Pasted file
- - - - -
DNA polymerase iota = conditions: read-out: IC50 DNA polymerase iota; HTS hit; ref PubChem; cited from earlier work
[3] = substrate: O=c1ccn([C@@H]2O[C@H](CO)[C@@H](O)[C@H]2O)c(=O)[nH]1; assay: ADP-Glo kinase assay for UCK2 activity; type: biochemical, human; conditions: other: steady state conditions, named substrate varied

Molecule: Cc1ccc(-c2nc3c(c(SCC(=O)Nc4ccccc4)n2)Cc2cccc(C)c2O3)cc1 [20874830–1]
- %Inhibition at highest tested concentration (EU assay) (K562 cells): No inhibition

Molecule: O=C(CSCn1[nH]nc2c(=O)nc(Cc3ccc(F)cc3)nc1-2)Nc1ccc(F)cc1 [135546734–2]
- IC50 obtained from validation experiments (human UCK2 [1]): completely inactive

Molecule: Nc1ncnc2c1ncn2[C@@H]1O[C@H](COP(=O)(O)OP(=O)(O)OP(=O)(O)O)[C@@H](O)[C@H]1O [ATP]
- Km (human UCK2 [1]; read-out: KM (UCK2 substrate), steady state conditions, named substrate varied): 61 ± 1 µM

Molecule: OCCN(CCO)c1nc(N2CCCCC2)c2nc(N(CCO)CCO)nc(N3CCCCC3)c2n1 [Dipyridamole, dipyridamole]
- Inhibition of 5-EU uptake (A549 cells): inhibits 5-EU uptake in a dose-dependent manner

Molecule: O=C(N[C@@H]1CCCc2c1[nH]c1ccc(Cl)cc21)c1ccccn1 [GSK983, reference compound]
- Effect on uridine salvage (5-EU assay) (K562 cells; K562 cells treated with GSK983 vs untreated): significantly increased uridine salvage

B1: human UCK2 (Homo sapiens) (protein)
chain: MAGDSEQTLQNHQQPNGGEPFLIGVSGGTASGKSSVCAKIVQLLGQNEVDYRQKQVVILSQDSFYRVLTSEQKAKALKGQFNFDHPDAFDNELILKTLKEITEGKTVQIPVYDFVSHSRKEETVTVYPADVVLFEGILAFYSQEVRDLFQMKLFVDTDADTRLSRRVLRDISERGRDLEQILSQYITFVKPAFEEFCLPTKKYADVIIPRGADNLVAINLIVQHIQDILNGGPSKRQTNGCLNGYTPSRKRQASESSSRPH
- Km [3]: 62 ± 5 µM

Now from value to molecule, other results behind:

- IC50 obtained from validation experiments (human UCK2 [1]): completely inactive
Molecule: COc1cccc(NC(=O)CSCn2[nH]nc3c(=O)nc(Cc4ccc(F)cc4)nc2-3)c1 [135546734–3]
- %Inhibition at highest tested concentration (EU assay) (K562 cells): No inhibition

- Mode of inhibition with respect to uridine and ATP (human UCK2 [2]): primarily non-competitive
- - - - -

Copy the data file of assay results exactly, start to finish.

DNA polymerase iota = conditions: read-out: IC50 DNA polymerase iota; HTS hit; ref PubChem; cited from earlier work
[3] = substrate: O=c1ccn([C@@H]2O[C@H](CO)[C@@H](O)[C@H]2O)c(=O)[nH]1; assay: ADP-Glo kinase assay for UCK2 activity; type: biochemical, human; conditions: other: steady state conditions, named substrate varied

Molecule: Cc1ccc(-c2nc3c(c(SCC(=O)Nc4ccccc4)n2)Cc2cccc(C)c2O3)cc1 [20874830–1]
- %Inhibition at highest tested concentration (EU assay) (K562 cells): No inhibition

Molecule: O=C(CSCn1[nH]nc2c(=O)nc(Cc3ccc(F)cc3)nc1-2)Nc1ccc(F)cc1 [135546734–2]
- IC50 obtained from validation experiments (human UCK2 [1]): completely inactive

Molecule: Nc1ncnc2c1ncn2[C@@H]1O[C@H](COP(=O)(O)OP(=O)(O)OP(=O)(O)O)[C@@H](O)[C@H]1O [ATP]
- Km (human UCK2 [1]; read-out: KM (UCK2 substrate), steady state conditions, named substrate varied): 61 ± 1 µM

Molecule: OCCN(CCO)c1nc(N2CCCCC2)c2nc(N(CCO)CCO)nc(N3CCCCC3)c2n1 [Dipyridamole, dipyridamole]
- Inhibition of 5-EU uptake (A549 cells): inhibits 5-EU uptake in a dose-dependent manner

Molecule: O=C(N[C@@H]1CCCc2c1[nH]c1ccc(Cl)cc21)c1ccccn1 [GSK983, reference compound]
- Effect on uridine salvage (5-EU assay) (K562 cells; K562 cells treated with GSK983 vs untreated): significantly increased uridine salvage

B1: human UCK2 (Homo sapiens) (protein)
chain: MAGDSEQTLQNHQQPNGGEPFLIGVSGGTASGKSSVCAKIVQLLGQNEVDYRQKQVVILSQDSFYRVLTSEQKAKALKGQFNFDHPDAFDNELILKTLKEITEGKTVQIPVYDFVSHSRKEETVTVYPADVVLFEGILAFYSQEVRDLFQMKLFVDTDADTRLSRRVLRDISERGRDLEQILSQYITFVKPAFEEFCLPTKKYADVIIPRGADNLVAINLIVQHIQDILNGGPSKRQTNGCLNGYTPSRKRQASESSSRPH
- Km [3]: 62 ± 5 µM

Now from value to molecule, other results behind:

- IC50 obtained from validation experiments (human UCK2 [1]): completely inactive
Molecule: COc1cccc(NC(=O)CSCn2[nH]nc3c(=O)nc(Cc4ccc(F)cc4)nc2-3)c1 [135546734–3]
- %Inhibition at highest tested concentration (EU assay) (K562 cells): No inhibition

- Mode of inhibition with respect to uridine and ATP (human UCK2 [2]): primarily non-competitive